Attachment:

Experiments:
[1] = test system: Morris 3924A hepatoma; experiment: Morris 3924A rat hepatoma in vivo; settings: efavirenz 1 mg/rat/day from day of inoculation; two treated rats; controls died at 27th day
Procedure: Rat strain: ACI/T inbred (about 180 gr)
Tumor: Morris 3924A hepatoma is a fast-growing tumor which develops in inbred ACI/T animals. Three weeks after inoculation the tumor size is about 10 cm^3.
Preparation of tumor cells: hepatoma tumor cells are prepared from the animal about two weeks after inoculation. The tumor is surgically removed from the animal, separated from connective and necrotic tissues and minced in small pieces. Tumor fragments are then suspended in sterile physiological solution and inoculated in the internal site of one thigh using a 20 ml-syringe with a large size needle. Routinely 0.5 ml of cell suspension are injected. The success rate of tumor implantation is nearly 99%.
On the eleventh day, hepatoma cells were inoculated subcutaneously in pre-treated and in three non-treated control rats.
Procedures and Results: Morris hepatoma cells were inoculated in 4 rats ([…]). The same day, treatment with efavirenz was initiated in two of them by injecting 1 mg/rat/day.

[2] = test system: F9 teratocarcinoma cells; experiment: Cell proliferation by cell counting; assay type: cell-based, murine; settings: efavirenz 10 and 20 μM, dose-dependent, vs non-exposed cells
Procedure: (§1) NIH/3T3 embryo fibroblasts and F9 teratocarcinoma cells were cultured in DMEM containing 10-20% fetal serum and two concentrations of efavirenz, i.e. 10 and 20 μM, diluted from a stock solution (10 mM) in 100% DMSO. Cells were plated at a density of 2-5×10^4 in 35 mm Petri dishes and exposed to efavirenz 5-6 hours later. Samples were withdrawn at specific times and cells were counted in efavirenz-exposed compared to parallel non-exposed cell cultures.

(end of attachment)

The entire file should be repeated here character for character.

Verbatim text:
Experiments:
[1] = test system: Morris 3924A hepatoma; experiment: Morris 3924A rat hepatoma in vivo; settings: efavirenz 1 mg/rat/day from day of inoculation; two treated rats; controls died at 27th day
Procedure: Rat strain: ACI/T inbred (about 180 gr)
Tumor: Morris 3924A hepatoma is a fast-growing tumor which develops in inbred ACI/T animals. Three weeks after inoculation the tumor size is about 10 cm^3.
Preparation of tumor cells: hepatoma tumor cells are prepared from the animal about two weeks after inoculation. The tumor is surgically removed from the animal, separated from connective and necrotic tissues and minced in small pieces. Tumor fragments are then suspended in sterile physiological solution and inoculated in the internal site of one thigh using a 20 ml-syringe with a large size needle. Routinely 0.5 ml of cell suspension are injected. The success rate of tumor implantation is nearly 99%.
On the eleventh day, hepatoma cells were inoculated subcutaneously in pre-treated and in three non-treated control rats.
Procedures and Results: Morris hepatoma cells were inoculated in 4 rats ([…]). The same day, treatment with efavirenz was initiated in two of them by injecting 1 mg/rat/day.

[2] = test system: F9 teratocarcinoma cells; experiment: Cell proliferation by cell counting; assay type: cell-based, murine; settings: efavirenz 10 and 20 μM, dose-dependent, vs non-exposed cells
Procedure: (§1) NIH/3T3 embryo fibroblasts and F9 teratocarcinoma cells were cultured in DMEM containing 10-20% fetal serum and two concentrations of efavirenz, i.e. 10 and 20 μM, diluted from a stock solution (10 mM) in 100% DMSO. Cells were plated at a density of 2-5×10^4 in 35 mm Petri dishes and exposed to efavirenz 5-6 hours later. Samples were withdrawn at specific times and cells were counted in efavirenz-exposed compared to parallel non-exposed cell cultures.